In the days leading up to the 2013 Alamo Bowl, the Emerald will take a unit-by-unit look at Oregon and Texas, determining which team has the edge going into the showdown on Dec. 30 in San Antonio. Today, we’ll look at each team’s linebackers, with thoughts on Texas from Wescott Eberts of Burnt Orange Nation.
The biggest question mark surrounding any Oregon position group going into this season involved the linebacking corps. Three starters – Kiko Alonso, Dion Jordan and Michael Clay – in 2012 all left Oregon and ended up on NFL teams (Clay was cut by Miami in August after initially signing with the Dolphins as an undrafted free agent).
Nobody knew if their replacements could step up for the Ducks this season, but for the most part, they did.
Junior middle linebacker Derrick Malone made the biggest impact, compiling a team-high 102 tackles (fifth in the Pac-12) to go along with 1.5 sacks. Malone’s fairly undersized at 6-foot-1, 212 pounds and isn’t great in any particular area, but he was a menace all over the field, helping stop the run and pass equally.
Junior Rodney Hardrick joined Malone in the middle but wasn’t nearly as good. He had 60 tackles, zero sacks and one interception and didn’t provide the same intensity as Malone, although he filled the Alonso-Clay hole adequately.
The one returning starter, senior Boseko Lokombo, didn’t quite live up to his massive potential, although he certainly didn’t have a bad season. He had three sacks, seven tackles for loss and one forced fumble and performed well against the run.
Backups Rahim Cassell, Joe Walker and Tyson Coleman were called upon multiple times this season due to minor injuries from the starters, and they did decent jobs filling in.
The Ducks struggled at times on defense this year, but overall, they had a good season. In many ways, they performed better than people might think (they gave up the ninth-fewest yards per play in the nation this season). The linebackers, three of whom replaced elite players, were arguably the biggest reasons for Oregon’s success.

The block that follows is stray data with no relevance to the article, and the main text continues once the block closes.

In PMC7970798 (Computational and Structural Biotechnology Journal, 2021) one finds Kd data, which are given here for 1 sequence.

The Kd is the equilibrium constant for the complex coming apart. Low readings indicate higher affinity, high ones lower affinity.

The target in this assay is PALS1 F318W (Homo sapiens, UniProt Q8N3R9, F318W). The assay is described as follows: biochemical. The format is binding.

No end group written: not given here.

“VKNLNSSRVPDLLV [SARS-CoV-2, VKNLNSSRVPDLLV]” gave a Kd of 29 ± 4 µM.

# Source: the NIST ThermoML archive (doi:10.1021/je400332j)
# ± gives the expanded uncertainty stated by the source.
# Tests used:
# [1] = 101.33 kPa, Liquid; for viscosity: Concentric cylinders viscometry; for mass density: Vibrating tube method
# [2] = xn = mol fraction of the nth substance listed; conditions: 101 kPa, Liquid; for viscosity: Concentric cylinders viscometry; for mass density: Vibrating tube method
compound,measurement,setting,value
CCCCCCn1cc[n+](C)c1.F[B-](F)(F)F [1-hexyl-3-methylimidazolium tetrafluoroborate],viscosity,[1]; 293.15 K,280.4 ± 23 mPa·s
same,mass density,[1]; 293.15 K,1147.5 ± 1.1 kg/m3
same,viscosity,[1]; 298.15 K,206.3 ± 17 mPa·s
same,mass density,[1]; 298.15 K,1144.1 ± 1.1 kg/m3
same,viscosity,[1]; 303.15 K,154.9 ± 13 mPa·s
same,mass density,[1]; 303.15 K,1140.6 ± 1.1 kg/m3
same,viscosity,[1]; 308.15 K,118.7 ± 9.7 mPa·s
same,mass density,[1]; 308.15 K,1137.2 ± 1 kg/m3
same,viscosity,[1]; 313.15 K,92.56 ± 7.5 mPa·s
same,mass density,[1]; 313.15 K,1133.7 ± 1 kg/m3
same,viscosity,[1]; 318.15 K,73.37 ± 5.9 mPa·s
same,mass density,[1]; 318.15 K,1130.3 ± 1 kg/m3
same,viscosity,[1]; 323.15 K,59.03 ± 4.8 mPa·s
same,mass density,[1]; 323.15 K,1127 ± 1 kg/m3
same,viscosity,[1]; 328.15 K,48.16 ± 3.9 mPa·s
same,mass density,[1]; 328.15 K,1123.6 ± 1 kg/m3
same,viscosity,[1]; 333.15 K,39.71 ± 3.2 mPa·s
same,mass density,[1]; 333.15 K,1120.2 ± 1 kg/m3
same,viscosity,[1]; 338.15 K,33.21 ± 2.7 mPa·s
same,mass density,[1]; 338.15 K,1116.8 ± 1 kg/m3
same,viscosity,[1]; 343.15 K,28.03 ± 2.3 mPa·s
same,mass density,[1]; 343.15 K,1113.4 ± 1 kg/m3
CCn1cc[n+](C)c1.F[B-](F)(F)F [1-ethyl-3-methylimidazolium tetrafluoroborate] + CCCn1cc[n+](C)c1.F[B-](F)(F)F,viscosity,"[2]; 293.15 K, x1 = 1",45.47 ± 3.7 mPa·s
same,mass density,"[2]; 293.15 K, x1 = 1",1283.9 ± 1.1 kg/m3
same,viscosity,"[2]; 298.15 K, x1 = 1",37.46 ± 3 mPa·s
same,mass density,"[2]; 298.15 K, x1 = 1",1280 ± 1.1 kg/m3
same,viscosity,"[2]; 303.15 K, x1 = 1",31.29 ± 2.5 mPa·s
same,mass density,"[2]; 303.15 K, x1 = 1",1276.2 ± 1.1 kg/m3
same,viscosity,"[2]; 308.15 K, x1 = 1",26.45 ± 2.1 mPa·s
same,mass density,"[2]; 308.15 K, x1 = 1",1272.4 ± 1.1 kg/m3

Unlike Oregon, Texas’ linebackers have not managed to stay healthy. Senior starter Jordan Hicks tore his Achilles tendon in Texas’ fourth game of the season, causing him to miss the remainder of the season. Two games ago, junior Steve Edmond lacerated his liver, which will force him to miss the Alamo Bowl, as well.
Eberts said the Longhorns only have two linebackers they trust right now – Dalton Santos and Peter Jinkens.
“[Santos] is probably the hardest hitter on the Texas team and he can really cause some damage to receivers who want to try to come across the middle,” Eberts said.
Eberts said the 6-foot-3, 240-pound Santos has to make the right reads in order to succeed because he isn’t the fastest player. Jinkens, on the other hand, is known for his speed. In fact, Eberts said he ran faster than running back Jonathan Gray (out for the season with and Achilles injury) in workouts before the season. However, Eberts said Jinkens never built on last season’s good finish and fell out of the rotation before Hicks and Edmonds went down.
“Jinkens played okay against Baylor, he’s got good speed but he’s kind of indecisive sometimes and has some trouble beating blocks since he’s only 6’1,” Eberts said.
After giving up 550 rushing yards to BYU in the second game of the season, Texas improved as a defense. The loss of Edmond was devastating though, especially considering their next two opponents (Baylor, who beat Texas 30-10, and Oregon) have two of the best offenses in the nation.
Advantage – Oregon. This probably goes to Texas if both units are at full strength, but that is obviously not the case with the Longhorns.
Monday: Offensive line
Tuesday: Tight ends
Thursday: Defensive line
Follow Victor Flores on Twitter @vflores415